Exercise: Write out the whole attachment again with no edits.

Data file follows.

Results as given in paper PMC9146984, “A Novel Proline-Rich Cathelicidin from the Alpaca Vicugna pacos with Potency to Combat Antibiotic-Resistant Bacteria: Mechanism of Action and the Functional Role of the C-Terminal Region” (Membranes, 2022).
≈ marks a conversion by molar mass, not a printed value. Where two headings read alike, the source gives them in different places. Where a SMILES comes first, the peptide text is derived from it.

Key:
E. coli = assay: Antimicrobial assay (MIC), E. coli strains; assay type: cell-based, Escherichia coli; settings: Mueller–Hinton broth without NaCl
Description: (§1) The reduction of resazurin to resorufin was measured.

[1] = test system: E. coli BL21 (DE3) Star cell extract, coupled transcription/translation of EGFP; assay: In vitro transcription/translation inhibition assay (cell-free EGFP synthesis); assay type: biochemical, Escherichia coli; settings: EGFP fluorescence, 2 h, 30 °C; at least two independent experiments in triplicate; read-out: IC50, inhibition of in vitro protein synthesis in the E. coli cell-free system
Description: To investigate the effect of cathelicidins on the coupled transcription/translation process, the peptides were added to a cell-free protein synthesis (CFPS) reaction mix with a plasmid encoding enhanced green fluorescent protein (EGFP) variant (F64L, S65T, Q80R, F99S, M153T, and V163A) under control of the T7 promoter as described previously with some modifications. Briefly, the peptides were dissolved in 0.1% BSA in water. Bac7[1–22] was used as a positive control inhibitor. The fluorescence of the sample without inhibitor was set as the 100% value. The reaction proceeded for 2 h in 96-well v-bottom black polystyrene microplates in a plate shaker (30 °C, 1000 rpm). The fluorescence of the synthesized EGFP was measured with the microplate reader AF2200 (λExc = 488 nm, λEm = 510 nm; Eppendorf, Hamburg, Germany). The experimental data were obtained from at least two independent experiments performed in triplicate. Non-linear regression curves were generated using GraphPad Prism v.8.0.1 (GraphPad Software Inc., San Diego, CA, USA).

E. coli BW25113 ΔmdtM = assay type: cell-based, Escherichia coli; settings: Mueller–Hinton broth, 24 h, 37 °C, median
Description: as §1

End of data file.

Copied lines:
Results as given in paper PMC9146984, “A Novel Proline-Rich Cathelicidin from the Alpaca Vicugna pacos with Potency to Combat Antibiotic-Resistant Bacteria: Mechanism of Action and the Functional Role of the C-Terminal Region” (Membranes, 2022).
≈ marks a conversion by molar mass, not a printed value. Where two headings read alike, the source gives them in different places. Where a SMILES comes first, the peptide text is derived from it.

Key:
E. coli = assay: Antimicrobial assay (MIC), E. coli strains; assay type: cell-based, Escherichia coli; settings: Mueller–Hinton broth without NaCl
Description: (§1) The reduction of resazurin to resorufin was measured.

[1] = test system: E. coli BL21 (DE3) Star cell extract, coupled transcription/translation of EGFP; assay: In vitro transcription/translation inhibition assay (cell-free EGFP synthesis); assay type: biochemical, Escherichia coli; settings: EGFP fluorescence, 2 h, 30 °C; at least two independent experiments in triplicate; read-out: IC50, inhibition of in vitro protein synthesis in the E. coli cell-free system
Description: To investigate the effect of cathelicidins on the coupled transcription/translation process, the peptides were added to a cell-free protein synthesis (CFPS) reaction mix with a plasmid encoding enhanced green fluorescent protein (EGFP) variant (F64L, S65T, Q80R, F99S, M153T, and V163A) under control of the T7 promoter as described previously with some modifications. Briefly, the peptides were dissolved in 0.1% BSA in water. Bac7[1–22] was used as a positive control inhibitor. The fluorescence of the sample without inhibitor was set as the 100% value. The reaction proceeded for 2 h in 96-well v-bottom black polystyrene microplates in a plate shaker (30 °C, 1000 rpm). The fluorescence of the synthesized EGFP was measured with the microplate reader AF2200 (λExc = 488 nm, λEm = 510 nm; Eppendorf, Hamburg, Germany). The experimental data were obtained from at least two independent experiments performed in triplicate. Non-linear regression curves were generated using GraphPad Prism v.8.0.1 (GraphPad Software Inc., San Diego, CA, USA).

E. coli BW25113 ΔmdtM = assay type: cell-based, Escherichia coli; settings: Mueller–Hinton broth, 24 h, 37 °C, median
Description: as §1